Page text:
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Animal Guard History

The National Air Raid Precautions Animals Committee (NARPAC) was created just before the outbreak of WW2 to provide information to the general public about animal protection during air raids both for pets, farm and working animals.

The committee had representatives from various animal charities such as the People’s Dispensary for Sick Animals (PDSA) and the Royal Society for the Prevention of Cruelty to Animals (RSPCA) and was organised and run through the Home Office’s Air Raid Precautions Department.

Local NARPAC groups organised a register of animals within their area and registered pets were issued a numbered collar. Any animal lost during an air raid could then be hopefully reunited with their owner.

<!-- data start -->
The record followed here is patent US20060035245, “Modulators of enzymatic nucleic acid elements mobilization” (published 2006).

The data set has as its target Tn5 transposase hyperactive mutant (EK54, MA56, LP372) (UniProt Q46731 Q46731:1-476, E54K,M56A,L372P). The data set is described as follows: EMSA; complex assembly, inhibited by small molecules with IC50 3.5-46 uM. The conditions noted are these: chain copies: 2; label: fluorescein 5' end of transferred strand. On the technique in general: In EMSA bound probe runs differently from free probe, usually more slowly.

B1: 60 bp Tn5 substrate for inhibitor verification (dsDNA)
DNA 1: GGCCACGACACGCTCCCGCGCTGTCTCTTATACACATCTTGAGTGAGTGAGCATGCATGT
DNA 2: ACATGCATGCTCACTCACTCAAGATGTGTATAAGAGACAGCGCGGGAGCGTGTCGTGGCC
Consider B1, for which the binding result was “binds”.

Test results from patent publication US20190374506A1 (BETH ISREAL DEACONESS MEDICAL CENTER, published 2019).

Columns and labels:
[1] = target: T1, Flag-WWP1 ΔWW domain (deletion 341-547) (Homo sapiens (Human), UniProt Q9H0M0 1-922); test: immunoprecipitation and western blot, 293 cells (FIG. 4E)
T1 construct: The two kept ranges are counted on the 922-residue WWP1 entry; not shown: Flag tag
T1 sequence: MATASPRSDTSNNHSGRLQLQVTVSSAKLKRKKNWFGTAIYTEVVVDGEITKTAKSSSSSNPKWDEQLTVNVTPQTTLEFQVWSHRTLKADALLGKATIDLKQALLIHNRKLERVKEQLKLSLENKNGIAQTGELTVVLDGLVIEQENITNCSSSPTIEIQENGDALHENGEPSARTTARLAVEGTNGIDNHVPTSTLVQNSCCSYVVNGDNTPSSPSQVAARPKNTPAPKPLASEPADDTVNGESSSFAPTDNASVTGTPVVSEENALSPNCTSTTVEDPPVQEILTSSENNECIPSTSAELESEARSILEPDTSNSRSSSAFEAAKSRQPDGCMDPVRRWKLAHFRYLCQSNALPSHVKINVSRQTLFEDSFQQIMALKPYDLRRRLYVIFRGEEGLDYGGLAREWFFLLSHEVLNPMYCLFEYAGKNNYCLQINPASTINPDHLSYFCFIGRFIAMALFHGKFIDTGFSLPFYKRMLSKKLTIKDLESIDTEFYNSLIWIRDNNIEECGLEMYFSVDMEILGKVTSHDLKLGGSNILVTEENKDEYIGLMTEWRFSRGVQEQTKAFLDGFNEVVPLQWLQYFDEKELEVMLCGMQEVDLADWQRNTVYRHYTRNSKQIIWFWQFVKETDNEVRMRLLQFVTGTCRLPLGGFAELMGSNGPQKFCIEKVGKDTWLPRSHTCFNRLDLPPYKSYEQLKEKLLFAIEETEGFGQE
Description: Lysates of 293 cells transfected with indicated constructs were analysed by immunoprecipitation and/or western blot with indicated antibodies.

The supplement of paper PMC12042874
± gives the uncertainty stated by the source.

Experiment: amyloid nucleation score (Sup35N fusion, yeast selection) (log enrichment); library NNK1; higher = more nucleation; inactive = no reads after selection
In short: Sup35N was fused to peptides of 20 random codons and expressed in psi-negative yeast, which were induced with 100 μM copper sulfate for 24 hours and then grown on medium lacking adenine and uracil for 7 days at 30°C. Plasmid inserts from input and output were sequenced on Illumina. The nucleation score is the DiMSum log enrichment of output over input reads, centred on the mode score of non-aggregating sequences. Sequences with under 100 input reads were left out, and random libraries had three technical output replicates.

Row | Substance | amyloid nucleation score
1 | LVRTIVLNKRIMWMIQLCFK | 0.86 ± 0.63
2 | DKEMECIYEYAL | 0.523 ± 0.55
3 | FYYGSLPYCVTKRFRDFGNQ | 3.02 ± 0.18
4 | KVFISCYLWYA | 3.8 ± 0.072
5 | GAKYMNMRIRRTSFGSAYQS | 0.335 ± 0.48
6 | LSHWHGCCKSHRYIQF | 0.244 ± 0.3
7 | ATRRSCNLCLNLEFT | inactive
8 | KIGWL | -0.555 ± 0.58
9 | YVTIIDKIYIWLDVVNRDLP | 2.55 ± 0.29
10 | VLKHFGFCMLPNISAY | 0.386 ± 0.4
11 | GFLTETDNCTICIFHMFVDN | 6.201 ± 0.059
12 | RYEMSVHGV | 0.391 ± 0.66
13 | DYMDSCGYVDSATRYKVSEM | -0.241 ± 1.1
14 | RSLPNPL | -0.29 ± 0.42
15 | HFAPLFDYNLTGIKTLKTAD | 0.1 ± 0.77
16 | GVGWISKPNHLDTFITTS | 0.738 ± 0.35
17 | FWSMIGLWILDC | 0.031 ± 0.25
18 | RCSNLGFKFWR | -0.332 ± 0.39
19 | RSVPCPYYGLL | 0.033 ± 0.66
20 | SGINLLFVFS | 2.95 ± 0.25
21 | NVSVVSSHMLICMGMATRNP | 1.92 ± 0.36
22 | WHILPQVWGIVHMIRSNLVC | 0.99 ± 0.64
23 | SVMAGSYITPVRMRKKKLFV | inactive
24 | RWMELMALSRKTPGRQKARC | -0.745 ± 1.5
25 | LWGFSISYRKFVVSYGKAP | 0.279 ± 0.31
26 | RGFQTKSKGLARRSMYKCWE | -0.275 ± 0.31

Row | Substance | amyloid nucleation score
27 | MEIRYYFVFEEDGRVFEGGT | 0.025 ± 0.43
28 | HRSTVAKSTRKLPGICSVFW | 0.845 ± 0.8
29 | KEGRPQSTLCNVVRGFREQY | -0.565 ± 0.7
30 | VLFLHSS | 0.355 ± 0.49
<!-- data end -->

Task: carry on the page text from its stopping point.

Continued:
Within the NARPAC structure were locally-based Animal Guards, volunteers mainly responsible for registering animals. They were managed by a Chief Guard with District Organisers above that.

The Animal Service looked after farm and working animals via Animal Stewards. Qualified veterinary surgeons also worked for NARPAC. Members of the Animal Guard were identified by the wearing of a lapel badge and armband. The NARPAC symbol was also used on helmets and vehicles.